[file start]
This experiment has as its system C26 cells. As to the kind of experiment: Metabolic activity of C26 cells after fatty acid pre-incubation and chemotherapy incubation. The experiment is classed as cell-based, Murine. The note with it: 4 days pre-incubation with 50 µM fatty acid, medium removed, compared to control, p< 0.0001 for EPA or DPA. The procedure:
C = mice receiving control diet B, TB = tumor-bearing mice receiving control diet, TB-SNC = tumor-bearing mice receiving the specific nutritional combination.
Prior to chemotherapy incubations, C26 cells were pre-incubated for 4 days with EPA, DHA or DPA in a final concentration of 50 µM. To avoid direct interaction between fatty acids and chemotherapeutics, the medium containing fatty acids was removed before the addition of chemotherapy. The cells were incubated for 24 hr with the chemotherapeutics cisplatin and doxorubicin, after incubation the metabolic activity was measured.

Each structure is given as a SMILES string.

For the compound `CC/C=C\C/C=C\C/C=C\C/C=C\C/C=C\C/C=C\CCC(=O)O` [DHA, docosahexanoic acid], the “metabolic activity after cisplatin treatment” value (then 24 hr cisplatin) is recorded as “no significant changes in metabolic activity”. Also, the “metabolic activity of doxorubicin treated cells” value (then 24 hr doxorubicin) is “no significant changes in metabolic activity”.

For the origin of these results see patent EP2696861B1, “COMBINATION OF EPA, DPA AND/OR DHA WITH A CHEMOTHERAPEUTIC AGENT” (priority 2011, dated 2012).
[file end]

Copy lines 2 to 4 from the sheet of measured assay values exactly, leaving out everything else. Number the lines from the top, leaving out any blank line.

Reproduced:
C = mice receiving control diet B, TB = tumor-bearing mice receiving control diet, TB-SNC = tumor-bearing mice receiving the specific nutritional combination.
Prior to chemotherapy incubations, C26 cells were pre-incubated for 4 days with EPA, DHA or DPA in a final concentration of 50 µM. To avoid direct interaction between fatty acids and chemotherapeutics, the medium containing fatty acids was removed before the addition of chemotherapy. The cells were incubated for 24 hr with the chemotherapeutics cisplatin and doxorubicin, after incubation the metabolic activity was measured.

Each structure is given as a SMILES string.